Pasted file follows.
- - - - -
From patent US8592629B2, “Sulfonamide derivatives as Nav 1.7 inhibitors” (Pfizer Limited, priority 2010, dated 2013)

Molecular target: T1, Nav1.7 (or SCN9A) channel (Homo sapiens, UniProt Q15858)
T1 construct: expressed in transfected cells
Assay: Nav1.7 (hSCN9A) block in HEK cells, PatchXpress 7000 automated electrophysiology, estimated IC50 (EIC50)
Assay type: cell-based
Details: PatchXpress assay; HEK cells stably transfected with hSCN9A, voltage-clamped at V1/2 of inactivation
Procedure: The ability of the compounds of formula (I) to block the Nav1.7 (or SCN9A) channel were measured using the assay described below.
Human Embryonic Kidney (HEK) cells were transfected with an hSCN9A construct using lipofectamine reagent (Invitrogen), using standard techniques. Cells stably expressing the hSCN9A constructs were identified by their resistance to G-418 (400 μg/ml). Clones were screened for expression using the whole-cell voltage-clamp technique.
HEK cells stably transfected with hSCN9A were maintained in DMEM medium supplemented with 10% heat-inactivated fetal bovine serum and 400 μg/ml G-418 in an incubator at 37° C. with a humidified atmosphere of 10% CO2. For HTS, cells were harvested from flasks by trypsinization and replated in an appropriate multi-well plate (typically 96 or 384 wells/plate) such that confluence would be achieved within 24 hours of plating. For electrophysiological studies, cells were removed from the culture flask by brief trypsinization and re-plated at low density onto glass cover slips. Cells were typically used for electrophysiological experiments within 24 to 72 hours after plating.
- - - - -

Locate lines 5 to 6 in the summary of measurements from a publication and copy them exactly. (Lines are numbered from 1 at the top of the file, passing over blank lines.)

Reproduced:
Assay type: cell-based
Details: PatchXpress assay; HEK cells stably transfected with hSCN9A, voltage-clamped at V1/2 of inactivation